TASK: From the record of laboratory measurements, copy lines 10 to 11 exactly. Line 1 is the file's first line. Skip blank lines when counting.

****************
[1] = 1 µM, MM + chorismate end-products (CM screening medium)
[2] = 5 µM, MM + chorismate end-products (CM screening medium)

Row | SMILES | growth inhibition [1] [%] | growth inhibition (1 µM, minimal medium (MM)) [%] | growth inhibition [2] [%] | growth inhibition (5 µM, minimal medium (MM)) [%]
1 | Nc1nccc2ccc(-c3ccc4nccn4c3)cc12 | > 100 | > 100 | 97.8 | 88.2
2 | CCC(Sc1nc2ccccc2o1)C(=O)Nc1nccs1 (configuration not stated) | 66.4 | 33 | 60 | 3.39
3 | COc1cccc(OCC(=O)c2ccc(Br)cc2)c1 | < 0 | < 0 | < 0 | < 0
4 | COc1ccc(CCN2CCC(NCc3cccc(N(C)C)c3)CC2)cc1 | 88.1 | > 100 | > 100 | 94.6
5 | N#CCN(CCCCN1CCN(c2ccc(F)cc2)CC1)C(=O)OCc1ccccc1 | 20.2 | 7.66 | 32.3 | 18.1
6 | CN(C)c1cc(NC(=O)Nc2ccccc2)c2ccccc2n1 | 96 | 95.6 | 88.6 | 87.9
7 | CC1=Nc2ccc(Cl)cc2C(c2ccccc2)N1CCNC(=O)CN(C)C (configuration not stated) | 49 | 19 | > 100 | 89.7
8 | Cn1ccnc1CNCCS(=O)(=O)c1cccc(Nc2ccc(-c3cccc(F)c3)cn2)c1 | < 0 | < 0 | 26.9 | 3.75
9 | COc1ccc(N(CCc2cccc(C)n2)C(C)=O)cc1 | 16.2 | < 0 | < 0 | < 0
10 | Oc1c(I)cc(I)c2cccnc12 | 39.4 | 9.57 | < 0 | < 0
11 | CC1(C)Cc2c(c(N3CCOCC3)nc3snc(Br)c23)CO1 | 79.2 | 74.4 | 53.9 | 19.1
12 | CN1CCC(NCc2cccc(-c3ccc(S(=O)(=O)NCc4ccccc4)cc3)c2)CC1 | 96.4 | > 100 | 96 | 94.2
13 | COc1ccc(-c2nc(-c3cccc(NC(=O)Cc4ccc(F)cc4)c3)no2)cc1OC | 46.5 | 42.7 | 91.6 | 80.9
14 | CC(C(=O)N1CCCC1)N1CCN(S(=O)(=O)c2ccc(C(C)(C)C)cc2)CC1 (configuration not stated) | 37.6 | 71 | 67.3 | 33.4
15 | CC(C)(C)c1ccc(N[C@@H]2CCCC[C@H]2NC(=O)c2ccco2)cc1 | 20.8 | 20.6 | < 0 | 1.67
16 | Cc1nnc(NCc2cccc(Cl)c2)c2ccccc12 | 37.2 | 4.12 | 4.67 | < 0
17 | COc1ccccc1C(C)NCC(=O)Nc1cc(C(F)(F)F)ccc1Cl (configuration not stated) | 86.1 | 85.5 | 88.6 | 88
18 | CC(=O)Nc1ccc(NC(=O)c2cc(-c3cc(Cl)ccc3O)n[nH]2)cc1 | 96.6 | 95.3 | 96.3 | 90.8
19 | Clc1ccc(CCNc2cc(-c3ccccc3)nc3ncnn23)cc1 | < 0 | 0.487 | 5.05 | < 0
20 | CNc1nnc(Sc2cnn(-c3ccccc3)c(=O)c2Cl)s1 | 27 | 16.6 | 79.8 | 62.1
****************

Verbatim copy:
7 | CC1=Nc2ccc(Cl)cc2C(c2ccccc2)N1CCNC(=O)CN(C)C (configuration not stated) | 49 | 19 | > 100 | 89.7
8 | Cn1ccnc1CNCCS(=O)(=O)c1cccc(Nc2ccc(-c3cccc(F)c3)cn2)c1 | < 0 | < 0 | 26.9 | 3.75